Possible Redotex side effects may include severe diarrhea, increased blood pressure, depression, jitteriness, low blood pressure and even death, according to some reviews.
What is in Redotex?
Redotex ingredients are tri-iodothyronine, d-norpseudoephedrine hydrochloride, atropine sulfate, aloin and diazepam.
What is the active ingredient in Redotex?
The active ingredient in Redotex is d-norpseudoephedrine hydrochloride.
Does Redotex work?
First of all, the tri-iodothyronine in Redotex is a hormone that may increase metabolism. Aloin is a laxative, and d-norpseudoephedrine is like an amphetamine. Therefore Redotex should help elevate heart rate, increase metabolism and encourage more frequent bowel movements. However, at the same time this product can cause serious adverse effects, which can be an issue.
You might want to think about substituting Redotex with a safe weight loss product that’s backed by solid customer experiences such as Leptigen.
How much does one bottle of Redotex cost?
One bottle of Redotex costs $65 for a 30 count container.
How do you take Redotex?
You should take one Redotex capsule each morning before breakfast, for three consecutive weeks, and then stop taking it for seven days. You should not use this product for more than 12 weeks in one year.
Who makes Redotex?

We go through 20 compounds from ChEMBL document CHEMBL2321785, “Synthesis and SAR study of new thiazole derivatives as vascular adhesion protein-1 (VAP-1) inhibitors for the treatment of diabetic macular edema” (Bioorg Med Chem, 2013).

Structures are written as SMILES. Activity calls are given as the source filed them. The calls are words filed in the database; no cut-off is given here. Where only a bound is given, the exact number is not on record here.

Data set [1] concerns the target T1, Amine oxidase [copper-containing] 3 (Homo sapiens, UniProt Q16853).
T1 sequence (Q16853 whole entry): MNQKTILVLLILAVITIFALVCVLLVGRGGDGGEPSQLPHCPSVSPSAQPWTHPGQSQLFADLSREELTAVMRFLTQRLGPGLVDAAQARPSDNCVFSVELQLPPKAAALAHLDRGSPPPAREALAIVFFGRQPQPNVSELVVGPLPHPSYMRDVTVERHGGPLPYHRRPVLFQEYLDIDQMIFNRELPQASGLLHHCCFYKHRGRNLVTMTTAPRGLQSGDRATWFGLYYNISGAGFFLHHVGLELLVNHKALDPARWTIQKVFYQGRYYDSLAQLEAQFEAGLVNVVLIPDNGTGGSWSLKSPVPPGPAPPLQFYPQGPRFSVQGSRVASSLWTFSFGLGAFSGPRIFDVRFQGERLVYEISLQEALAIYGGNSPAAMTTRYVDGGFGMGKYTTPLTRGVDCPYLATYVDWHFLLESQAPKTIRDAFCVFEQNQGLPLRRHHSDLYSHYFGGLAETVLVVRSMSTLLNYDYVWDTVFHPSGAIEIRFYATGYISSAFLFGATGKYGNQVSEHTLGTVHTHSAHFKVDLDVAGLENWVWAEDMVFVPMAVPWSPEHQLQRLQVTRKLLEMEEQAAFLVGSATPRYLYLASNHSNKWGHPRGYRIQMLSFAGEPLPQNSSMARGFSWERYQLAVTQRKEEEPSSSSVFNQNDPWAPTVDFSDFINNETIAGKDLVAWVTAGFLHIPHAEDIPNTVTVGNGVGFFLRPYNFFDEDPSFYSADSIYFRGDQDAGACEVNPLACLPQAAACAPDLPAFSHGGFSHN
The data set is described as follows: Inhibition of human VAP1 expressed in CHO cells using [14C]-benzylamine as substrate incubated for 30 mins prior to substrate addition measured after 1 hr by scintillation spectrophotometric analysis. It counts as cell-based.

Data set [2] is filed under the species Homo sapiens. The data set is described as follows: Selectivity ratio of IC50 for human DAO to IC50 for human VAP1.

The makers of Redotex is Medix.
How do I contact the Redotex customer service department?
You can contact the Redotex customer service department by calling 1-800-366-3349 or by using the customer feedback form.
Can I take Redotex if I have a health condition?
Those with health conditions, people taking prescription drugs, women who are pregnant or nursing or anyone under the age of 18 should contact a healthcare professional prior to using any weight-loss medication, including Redotex.
What do users like about Redotex?
Some people like that Redotex is for women and men alike. Also, some users appreciate that this weight loss product does not require a diet and exercise plan.
What do users NOT like about Redotex?
Some users do not like the severe side effects Redotex can cause. Furthermore, some customers have complained that Redotex is very difficult to find, and some people are concerned about the FDA warning that pertains to this diet pill.
Is the weight loss from Redotex only short-term?
Some users have complained that the weight loss results from Redotex are only short-term.
Is Redotex Actually Safe?
According to the Food and Drug Administration (FDA), Redotex is unsafe to take.
Do you know of any special deals or discounts on Redotex?
There are no special deals or discounts on Redotex. However, the last few months many of our readers have been going crazy about Leptigen’s Special Trial Offer, which is just the cost of shipping and handling. Click here to give it a shot.
Redotex Side Effects:
Redotex is a medication containing stimulants and depressants that is used to detox your system. Though some users don’t experience side effects, we found comments from some who have.
“My heart rate is through the roof, can’t sleep. When I do I have horrible nightmares and I wake up feeling horrible… But I always have headache no matter how much water I drink.” May
“Almost three weeks ago I began taking Redotex with the hopes of losing weight…anyway, I got sick last week.” Arie
“From my experience, it raised my heartbeat but at the end of the day, I would be drowsy.” Silvia
“I notice that some days I’m very thirsty.” Aaron